The bacterial oxidation of nitrite to nitrate is a key process of the biogeochemical nitrogen cycle. Nitrite-oxidizing bacteria are considered a highly specialized functional group, which depends on the supply of nitrite from other microorganisms and whose distribution strictly correlates with nitrification in the environment and in wastewater treatment plants. On the basis of genomics, physiological experiments, and single-cell analyses, we show that Nitrospira moscoviensis, which represents a widely distributed lineage of nitrite-oxidizing bacteria, has the genetic inventory to utilize hydrogen (H2) as an alternative energy source for aerobic respiration and grows on H2 without nitrite. CO2 fixation occurred with H2 as the sole electron donor. Our results demonstrate a chemolithoautotrophic lifestyle of nitrite-oxidizing bacteria outside the nitrogen cycle, suggesting greater ecological flexibility than previously assumed.

  6. Oxide Deposition By PECVD

    NASA Astrophysics Data System (ADS)

    Ibbotson, Dale E.; Hsieh, Julian J.; Flamm, Daniel L.; Mucha, J. A.

    1989-03-01

    We have studied the chemical and physical properties of silicon oxide films plasma deposited from TEOS (tetraethoxysilane), to gain an understanding of the origins of (1) step coverage and (2) film stability. TEOS was diluted in helium/oxygen mixtures and deposited as a function of discharge frequency (150 kHz and 14 MHz) and 02 flow in a parallel plate reactor. The typical deposition conditions were 1 torr total pressure, 320°C substrate temperature, 1 -9% TEOS, 1 -80% 02, and -0.1 W/cm2 discharge power. Films deposited at high frequency with excess oxygen were generally oxygen-rich, chemically unstable and hygroscopic, while films deposited at low frequency were stable to moisture and slightly deficient in oxygen. However, coverage profiles of high frequency films showed an unusual degree of directionality, which could be used to advantage for the coating of high aspect ratio features. We suggest that a judicious combination of high and low frequency discharges may improve film properties while maintaining directional step coverage. Isotopic labeling experiments were performed using 1802 to gain insight into the origins of the oxygen that is contained in these PECVD films. Complete isotopic scrambling was not observed. Film composition data suggest that there is one tenacious Si-0 bond which remains with the silicon from the original TEOS molecule during the reaction to form Si02.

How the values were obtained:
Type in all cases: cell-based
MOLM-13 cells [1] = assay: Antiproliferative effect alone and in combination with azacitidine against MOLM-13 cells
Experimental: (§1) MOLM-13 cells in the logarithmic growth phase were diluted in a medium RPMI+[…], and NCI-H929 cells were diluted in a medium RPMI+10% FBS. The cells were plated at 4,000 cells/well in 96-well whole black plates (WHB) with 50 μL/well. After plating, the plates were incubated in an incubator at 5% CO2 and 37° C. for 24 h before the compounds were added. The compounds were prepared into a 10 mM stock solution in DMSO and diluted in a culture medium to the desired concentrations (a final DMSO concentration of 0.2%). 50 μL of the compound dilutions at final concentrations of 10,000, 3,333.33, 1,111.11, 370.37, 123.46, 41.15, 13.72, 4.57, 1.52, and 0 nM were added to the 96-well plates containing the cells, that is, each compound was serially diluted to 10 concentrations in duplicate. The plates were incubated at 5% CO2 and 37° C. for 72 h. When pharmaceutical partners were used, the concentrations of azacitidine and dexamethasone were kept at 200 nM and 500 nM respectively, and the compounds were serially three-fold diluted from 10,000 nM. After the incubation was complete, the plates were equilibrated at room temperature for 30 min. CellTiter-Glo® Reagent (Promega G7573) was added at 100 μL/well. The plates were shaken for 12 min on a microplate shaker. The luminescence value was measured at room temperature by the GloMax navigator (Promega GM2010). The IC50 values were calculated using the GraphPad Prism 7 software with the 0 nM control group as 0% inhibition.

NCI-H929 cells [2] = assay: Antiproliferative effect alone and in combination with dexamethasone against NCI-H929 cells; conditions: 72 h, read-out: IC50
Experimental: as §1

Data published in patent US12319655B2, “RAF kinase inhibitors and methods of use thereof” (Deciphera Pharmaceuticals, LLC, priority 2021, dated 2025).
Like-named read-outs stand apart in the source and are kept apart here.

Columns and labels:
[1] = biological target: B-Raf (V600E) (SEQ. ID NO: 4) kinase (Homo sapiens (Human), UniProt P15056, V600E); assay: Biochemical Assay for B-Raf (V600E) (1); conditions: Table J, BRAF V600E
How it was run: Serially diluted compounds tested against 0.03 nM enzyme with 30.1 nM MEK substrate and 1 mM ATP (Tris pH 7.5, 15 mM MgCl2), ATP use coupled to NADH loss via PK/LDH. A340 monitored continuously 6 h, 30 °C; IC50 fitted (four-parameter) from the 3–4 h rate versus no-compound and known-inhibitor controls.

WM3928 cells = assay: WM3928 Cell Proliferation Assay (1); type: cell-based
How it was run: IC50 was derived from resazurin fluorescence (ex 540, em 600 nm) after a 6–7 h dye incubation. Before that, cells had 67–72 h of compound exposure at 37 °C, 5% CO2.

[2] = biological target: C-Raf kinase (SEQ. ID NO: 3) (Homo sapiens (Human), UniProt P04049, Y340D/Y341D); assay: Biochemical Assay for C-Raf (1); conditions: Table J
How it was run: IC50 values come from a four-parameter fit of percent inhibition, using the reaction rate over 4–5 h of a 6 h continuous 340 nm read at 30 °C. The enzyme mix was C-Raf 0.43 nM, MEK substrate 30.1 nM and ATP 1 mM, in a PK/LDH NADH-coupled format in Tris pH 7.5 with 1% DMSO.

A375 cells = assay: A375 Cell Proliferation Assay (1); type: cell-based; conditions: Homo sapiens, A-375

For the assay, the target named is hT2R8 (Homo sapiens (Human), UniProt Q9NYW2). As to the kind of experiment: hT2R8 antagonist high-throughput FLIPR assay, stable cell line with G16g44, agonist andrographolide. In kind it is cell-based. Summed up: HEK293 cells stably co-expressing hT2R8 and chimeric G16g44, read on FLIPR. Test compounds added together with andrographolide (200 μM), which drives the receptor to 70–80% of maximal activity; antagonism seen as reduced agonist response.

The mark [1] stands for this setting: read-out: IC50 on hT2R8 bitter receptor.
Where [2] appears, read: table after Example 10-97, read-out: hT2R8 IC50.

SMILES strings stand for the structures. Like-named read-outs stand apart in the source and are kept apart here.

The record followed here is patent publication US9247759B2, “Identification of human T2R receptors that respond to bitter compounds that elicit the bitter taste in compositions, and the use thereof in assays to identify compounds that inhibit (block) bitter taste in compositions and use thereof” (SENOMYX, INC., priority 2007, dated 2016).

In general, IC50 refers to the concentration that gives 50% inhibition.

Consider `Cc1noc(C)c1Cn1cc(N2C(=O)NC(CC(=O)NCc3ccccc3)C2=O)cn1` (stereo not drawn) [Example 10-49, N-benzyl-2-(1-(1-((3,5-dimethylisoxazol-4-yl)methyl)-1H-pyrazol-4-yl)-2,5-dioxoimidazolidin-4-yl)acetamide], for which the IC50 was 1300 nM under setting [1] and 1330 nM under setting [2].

7. Superflexibility of graphene oxide

    PubMed Central

    Poulin, Philippe; Jalili, Rouhollah; Neri, Wilfrid; Nallet, Frédéric; Colin, Annie; Wallace, Gordon; Zakri, Cécile

    2016-01-01

    Graphene oxide (GO), the main precursor of graphene-based materials made by solution processing, is known to be very stiff. Indeed, it has a Young’s modulus comparable to steel, on the order of 300 GPa. Despite its very high stiffness, we show here that GO is superflexible. We quantitatively measure the GO bending rigidity by characterizing the flattening of thermal undulations in response to shear forces in solution. Characterizations are performed by the combination of synchrotron X-ray diffraction at small angles and in situ rheology (rheo-SAXS) experiments using the high X-ray flux of a synchrotron source. The bending modulus is found to be 1 kT, which is about two orders of magnitude lower than the bending rigidity of neat graphene. This superflexibility compares with the fluidity of self-assembled liquid bilayers. This behavior is discussed by considering the mechanisms at play in bending and stretching deformations of atomic monolayers. The superflexibility of GO is a unique feature to develop bendable electronics after reduction, films, coatings, and fibers. This unique combination of properties of GO allows for flexibility in processing and fabrication coupled with a robustness in the fabricated structure. PMID:27647890

  8. Photocatalytic oxidation of sulfamethazine.

    PubMed

    Kaniou, S; Pitarakis, K; Barlagianni, I; Poulios, I

    2005-07-01

    The photocatalytic degradation of sulfamethazine (SMT), a sulfonamide drug, has been investigated in aqueous heterogeneous solutions containing n-type oxide semiconductors as photocatalysts. The disappearance of the organic molecule follows approximately a pseudo-first-order kinetics according to the Langmuir-Hinshelwood model. It was observed that, with TiO2 P-25 and ZnO as photocatalysts, quantitative degradation of the organic molecule occurs after 4 h. During this time the desulfurization of the substrate is complete, while only 30% of the nitrogen in the organic compound was recovered in the form of nitrate and ammonium ions, indicating that various other nitrogen-containing organic compounds remain in the solution. The addition of H2O2 leads, in the case of TiO2 P-25, to a twofold increase on the reaction rate, while a negative effect has been observed in the presence of ZnO. The initial apparent photonic efficiency (zeta0) of the photooxidation and the mineralization under various experimental conditions have been calculated.

  9. Nitric oxide in shock.

    PubMed

    Cauwels, A

    2007-09-01